LeBron James only wants to be loved right? What makes him one of the most hated atheletes in history? Will Cleveland ever allow the King to return?

Once a week we like to kick back and put all the NCAA basketball odds and NBA betting aside while we have another cup of coffee, take our rightful place in our most comfortable recliner and contemplate the week that was.

LeBron, Cleveland and Kobe

LeBron JamesLeBron James never met a spotlight that shined bright enough, so while his Decision (the ESPN manufactured made for TV drama) to leave middle America for the syncopated rhythm that is South Beach may have turned off everyone except Heat fans, it ushered in the concept of the Super Team. Evidently LeBron and fellow All-Star Chris Bosh realized their contracts would be up at the same time and the ultimate pitchman Dwayne Wade had just the place for them to ply their trade. It amounted to three All-Stars reveling in the South Beach scene of scantily clad women basking in the hot Florida sunshine but only one basketball between them. Tongues were now wagging and suddenly it wasn’t only the old folks with asthma that wanted to beat the Heat

Yes, it is ancient history I know but it’s worth recalling in light of LeBron’s recent comments where he lamented the way he left Cleveland and pondered the prospects of his return. 

LeBron stated, “It would be fun to play in front of these fans again. I had a lot fun times in my seven years here. You can't predict the future, and hopefully I continue to stay healthy. I'm here as a Miami Heat player, and I'm happy where I am now, but I don't rule that out in no sense…And if I decide to come back, hopefully the fans will accept me."

LeBron just wants to be loved. He realizes the Cavaliers fans, who once genuflected every time their messiah touched the ball, feel duped, used and abused. And let’s not forget, LeBron James was not just some player plucked from the draft and imported to the playoff starved outpost of Cleveland. The kid grew up in Akron, less than 40 miles from Cleveland and he didn’t have to immerse himself in the culture, he was part of it! It may be one thing to walk away from a team at the end of your contract but LeBron, in the minds of Cavs fans everywhere, was turning his back on his own community, the very roots of his foundation.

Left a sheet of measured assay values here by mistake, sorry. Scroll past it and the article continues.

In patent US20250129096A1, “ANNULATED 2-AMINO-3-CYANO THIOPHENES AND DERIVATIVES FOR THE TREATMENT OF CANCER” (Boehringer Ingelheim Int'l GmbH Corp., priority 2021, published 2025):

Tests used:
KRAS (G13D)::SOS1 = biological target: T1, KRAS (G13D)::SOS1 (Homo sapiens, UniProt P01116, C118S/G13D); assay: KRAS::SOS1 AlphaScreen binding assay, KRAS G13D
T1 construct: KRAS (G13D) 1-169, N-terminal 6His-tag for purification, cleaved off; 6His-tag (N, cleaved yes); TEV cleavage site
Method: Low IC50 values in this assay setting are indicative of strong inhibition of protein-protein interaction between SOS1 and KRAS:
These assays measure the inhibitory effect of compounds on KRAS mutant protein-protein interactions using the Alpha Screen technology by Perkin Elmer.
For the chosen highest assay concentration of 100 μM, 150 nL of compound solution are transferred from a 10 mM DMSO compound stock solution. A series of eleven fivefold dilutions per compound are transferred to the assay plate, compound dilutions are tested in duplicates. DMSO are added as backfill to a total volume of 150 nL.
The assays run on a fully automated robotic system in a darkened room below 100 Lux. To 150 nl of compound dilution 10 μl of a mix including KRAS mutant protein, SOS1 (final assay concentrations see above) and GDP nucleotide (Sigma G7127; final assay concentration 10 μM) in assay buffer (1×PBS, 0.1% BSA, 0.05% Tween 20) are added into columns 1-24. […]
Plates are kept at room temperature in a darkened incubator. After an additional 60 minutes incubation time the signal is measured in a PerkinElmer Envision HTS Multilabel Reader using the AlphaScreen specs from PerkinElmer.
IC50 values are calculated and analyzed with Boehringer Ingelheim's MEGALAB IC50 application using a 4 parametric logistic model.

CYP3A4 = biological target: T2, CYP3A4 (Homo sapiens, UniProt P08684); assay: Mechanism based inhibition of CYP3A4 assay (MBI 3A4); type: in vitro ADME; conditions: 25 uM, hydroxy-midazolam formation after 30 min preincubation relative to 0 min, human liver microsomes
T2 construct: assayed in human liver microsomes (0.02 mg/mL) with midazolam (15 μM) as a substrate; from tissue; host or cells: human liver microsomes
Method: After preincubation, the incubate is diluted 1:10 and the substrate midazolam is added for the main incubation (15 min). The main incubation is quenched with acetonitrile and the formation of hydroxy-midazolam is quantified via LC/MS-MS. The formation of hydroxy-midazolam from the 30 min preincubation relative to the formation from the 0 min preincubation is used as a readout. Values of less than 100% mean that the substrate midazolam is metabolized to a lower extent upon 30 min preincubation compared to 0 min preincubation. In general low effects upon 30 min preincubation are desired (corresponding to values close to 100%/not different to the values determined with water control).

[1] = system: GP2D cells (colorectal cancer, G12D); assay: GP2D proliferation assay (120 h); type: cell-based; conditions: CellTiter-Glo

Even the twenty something LeBron knew his departure would not sit well with the fans of Cleveland but the bright lights and salsa music of Miami were calling. It was also an opportunity to play general manager and build a championship team by aligning with two of the most feared players in the game in Dwayne Wade and Chris Bosh. The Cleveland fans would eventually understand and though his status as a national treasure would be tarnished it would not be ruined in his hometown. Think again son. 

In retrospect, I find it difficult to believe LeBron would have made his decision to leave Cleveland a primetime event if he were to do it all over again. It was brash, cocky and even arrogant…precisely the same qualities that have propelled him to such lofty heights. No, the experience has left LeBron with some unanticipated scars. His trot from the locker room at the Quicken Loans Arena on to the hardcourt used to elicit a chorus of cheers and unbridled hero worship from the masses who flocked to see their king.